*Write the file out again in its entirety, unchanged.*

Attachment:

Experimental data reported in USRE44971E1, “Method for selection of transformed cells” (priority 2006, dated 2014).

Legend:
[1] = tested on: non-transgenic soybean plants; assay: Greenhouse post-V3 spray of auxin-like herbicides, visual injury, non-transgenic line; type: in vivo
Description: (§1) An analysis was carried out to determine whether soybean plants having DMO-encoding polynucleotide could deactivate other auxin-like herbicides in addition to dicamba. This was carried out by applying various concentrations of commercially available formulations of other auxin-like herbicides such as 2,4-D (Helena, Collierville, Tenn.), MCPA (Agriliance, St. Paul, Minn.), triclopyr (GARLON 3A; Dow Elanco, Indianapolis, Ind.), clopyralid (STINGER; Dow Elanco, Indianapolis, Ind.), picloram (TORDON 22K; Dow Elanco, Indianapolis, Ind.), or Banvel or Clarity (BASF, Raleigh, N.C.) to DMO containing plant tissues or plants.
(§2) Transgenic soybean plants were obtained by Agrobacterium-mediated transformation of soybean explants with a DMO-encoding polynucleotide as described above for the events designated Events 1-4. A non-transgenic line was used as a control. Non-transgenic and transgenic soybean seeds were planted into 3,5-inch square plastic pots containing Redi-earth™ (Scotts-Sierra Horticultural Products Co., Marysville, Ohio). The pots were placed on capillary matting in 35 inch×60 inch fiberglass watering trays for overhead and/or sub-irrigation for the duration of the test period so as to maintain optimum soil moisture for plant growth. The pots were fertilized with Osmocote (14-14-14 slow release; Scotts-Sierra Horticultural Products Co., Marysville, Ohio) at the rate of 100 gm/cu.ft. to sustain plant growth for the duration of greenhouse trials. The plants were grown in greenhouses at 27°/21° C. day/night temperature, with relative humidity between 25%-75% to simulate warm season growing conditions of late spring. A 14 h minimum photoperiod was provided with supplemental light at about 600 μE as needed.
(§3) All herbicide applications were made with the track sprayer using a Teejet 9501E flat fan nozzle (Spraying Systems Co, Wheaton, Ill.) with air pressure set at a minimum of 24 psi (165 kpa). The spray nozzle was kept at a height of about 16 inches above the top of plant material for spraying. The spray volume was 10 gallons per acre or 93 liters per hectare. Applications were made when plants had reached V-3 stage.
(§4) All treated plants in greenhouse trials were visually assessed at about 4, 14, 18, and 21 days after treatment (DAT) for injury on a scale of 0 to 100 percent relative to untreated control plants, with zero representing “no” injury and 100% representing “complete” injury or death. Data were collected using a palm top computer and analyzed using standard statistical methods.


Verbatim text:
Experimental data reported in USRE44971E1, “Method for selection of transformed cells” (priority 2006, dated 2014).

Legend:
[1] = tested on: non-transgenic soybean plants; assay: Greenhouse post-V3 spray of auxin-like herbicides, visual injury, non-transgenic line; type: in vivo
Description: (§1) An analysis was carried out to determine whether soybean plants having DMO-encoding polynucleotide could deactivate other auxin-like herbicides in addition to dicamba. This was carried out by applying various concentrations of commercially available formulations of other auxin-like herbicides such as 2,4-D (Helena, Collierville, Tenn.), MCPA (Agriliance, St. Paul, Minn.), triclopyr (GARLON 3A; Dow Elanco, Indianapolis, Ind.), clopyralid (STINGER; Dow Elanco, Indianapolis, Ind.), picloram (TORDON 22K; Dow Elanco, Indianapolis, Ind.), or Banvel or Clarity (BASF, Raleigh, N.C.) to DMO containing plant tissues or plants.
(§2) Transgenic soybean plants were obtained by Agrobacterium-mediated transformation of soybean explants with a DMO-encoding polynucleotide as described above for the events designated Events 1-4. A non-transgenic line was used as a control. Non-transgenic and transgenic soybean seeds were planted into 3,5-inch square plastic pots containing Redi-earth™ (Scotts-Sierra Horticultural Products Co., Marysville, Ohio). The pots were placed on capillary matting in 35 inch×60 inch fiberglass watering trays for overhead and/or sub-irrigation for the duration of the test period so as to maintain optimum soil moisture for plant growth. The pots were fertilized with Osmocote (14-14-14 slow release; Scotts-Sierra Horticultural Products Co., Marysville, Ohio) at the rate of 100 gm/cu.ft. to sustain plant growth for the duration of greenhouse trials. The plants were grown in greenhouses at 27°/21° C. day/night temperature, with relative humidity between 25%-75% to simulate warm season growing conditions of late spring. A 14 h minimum photoperiod was provided with supplemental light at about 600 μE as needed.
(§3) All herbicide applications were made with the track sprayer using a Teejet 9501E flat fan nozzle (Spraying Systems Co, Wheaton, Ill.) with air pressure set at a minimum of 24 psi (165 kpa). The spray nozzle was kept at a height of about 16 inches above the top of plant material for spraying. The spray volume was 10 gallons per acre or 93 liters per hectare. Applications were made when plants had reached V-3 stage.
(§4) All treated plants in greenhouse trials were visually assessed at about 4, 14, 18, and 21 days after treatment (DAT) for injury on a scale of 0 to 100 percent relative to untreated control plants, with zero representing “no” injury and 100% representing “complete” injury or death. Data were collected using a palm top computer and analyzed using standard statistical methods.